CNRG graduate student, Marzieh Parandehgheibi, successfully defended her Ph.D. thesis titled "Modeling and Mitigating Cascading Failures in Interdependent Power Grids and Communication Networks"
Many of today's critical infrastructures are organized in the form of networks, which are dependent on one another. A particular example is the power grid and the communication network used to control the grid. While this dependence is beneficial during normal operation, as it allows for more efficient operation, it can be harmful when the networks are under stress. Indeed, in such interdependent network infrastructures, a cascade of failures may occur where power failures can lead to communication failures, which, in turn, lead to cascading power failures. Therefore, it is necessary to develop proper models and analytical tools to asses the robustness of interdependent networks to failures. In this thesis, we develop such models with emphasis on interdependent power grids and communication networks.
Initially, we focus on the abstract modeling of interdependent networks. In particular, we propose a new model for interdependent networks with known topologies, define and analyze metrics for assessing the robustness of such networks to cascading failures, and propose algorithms for robust design of interdependent networks. Next, we focus on the interactions between power grids and communication and control networks. We model the cascading failures in the power grid using the power flow equations, and use the communication network to implement a control policy in the power grid which mitigates cascading failures in interdependent networks. Using this model, we show that the interdependent power grids are more robust than isolated ones. Finally, we model the impact of communication loss on the performance of power grids under two different control scenarios. The first one is the emergency control mechanism where failures in the power grid should be monitored and mitigated by the control center. In this case, we investigate the impact of simultaneous communication failures on the performance of such control mechanisms. In particular, we propose new emergency control schemes for partial communication networks, and investigate the network parameters that are most effective in causing the cascade of failures from communication networks to the power grid. The second control mechanism is distributed frequency control in power grids. We show that the optimal solution will not be achieved under communication link failures. We propose a novel control mechanism that uses the power dynamics instead of direct information from the communication network, and show that it achieves the optimal solution and is globally asymptotically stable. We also analyze the impact of discrete-time communication on the performance of distributed frequency control. We show that the convergence time increases as the time interval between two messages increases, and propose a new algorithm that uses the dynamics of the power grid to decrease the convergence time.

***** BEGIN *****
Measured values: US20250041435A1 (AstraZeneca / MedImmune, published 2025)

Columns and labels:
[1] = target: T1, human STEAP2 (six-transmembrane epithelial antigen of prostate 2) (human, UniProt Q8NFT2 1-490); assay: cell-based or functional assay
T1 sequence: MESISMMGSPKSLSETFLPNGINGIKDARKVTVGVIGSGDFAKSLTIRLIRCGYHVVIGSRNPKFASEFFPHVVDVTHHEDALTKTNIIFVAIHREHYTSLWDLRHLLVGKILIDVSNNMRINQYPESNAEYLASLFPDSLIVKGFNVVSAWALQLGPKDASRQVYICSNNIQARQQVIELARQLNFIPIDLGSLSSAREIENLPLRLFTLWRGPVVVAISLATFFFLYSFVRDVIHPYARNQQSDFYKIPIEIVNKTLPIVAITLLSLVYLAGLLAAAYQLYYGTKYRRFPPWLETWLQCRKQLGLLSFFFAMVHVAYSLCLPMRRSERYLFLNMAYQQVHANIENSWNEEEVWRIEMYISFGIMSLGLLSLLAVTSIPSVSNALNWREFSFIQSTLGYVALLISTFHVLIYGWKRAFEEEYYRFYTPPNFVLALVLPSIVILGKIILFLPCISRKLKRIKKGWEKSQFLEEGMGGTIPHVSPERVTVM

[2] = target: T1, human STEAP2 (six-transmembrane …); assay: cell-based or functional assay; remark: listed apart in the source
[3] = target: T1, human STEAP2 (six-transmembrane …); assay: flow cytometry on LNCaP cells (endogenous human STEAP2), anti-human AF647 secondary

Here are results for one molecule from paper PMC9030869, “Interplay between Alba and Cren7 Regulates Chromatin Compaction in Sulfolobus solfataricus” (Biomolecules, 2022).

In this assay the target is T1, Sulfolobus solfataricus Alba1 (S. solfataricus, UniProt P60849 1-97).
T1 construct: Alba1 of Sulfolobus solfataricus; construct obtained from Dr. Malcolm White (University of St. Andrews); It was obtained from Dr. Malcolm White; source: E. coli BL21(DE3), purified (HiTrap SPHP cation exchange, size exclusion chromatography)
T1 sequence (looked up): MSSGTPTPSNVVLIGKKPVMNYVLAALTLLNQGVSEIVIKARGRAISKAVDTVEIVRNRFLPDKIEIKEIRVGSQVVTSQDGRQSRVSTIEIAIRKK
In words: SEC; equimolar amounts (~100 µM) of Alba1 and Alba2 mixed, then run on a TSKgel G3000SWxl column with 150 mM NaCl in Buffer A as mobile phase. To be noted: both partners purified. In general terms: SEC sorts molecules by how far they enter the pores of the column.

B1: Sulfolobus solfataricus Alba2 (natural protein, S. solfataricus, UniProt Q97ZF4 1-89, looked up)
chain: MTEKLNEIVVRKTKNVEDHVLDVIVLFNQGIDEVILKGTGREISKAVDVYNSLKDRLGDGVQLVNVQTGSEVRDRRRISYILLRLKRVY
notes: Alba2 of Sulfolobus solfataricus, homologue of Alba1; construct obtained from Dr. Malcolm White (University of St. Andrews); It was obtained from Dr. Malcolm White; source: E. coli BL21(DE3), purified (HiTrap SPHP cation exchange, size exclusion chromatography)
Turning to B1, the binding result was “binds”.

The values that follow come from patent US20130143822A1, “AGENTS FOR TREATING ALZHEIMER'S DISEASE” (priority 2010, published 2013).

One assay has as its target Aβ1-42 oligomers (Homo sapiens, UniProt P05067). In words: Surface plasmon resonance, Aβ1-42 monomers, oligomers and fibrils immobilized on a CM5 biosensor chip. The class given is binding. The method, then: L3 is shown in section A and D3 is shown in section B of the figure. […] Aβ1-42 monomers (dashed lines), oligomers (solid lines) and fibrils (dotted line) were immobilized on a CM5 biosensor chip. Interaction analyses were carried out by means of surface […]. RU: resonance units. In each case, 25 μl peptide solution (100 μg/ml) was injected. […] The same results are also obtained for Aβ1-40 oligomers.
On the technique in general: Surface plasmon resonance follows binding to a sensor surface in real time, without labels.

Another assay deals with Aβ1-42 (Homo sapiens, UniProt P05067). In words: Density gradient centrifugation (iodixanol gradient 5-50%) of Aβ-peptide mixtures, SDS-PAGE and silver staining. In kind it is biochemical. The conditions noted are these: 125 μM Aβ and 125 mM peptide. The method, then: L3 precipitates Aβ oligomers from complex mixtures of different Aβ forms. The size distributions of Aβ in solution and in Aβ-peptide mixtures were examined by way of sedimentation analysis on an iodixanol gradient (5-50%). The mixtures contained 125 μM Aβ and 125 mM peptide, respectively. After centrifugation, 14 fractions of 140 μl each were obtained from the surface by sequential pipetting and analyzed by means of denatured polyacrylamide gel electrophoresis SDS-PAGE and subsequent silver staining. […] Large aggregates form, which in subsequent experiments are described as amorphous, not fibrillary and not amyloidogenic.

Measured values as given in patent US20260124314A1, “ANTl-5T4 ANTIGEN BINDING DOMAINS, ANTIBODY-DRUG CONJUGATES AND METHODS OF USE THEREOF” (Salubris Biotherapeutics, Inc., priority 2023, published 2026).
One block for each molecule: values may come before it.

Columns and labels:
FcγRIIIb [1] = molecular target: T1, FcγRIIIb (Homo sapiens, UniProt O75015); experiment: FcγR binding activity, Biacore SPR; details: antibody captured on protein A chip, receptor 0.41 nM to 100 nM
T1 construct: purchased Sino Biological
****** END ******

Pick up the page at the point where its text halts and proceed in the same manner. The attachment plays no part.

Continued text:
Professor Eytan Modiano (advisor),
Professor Munther Dahleh,
Professor Konstantin Turitsyn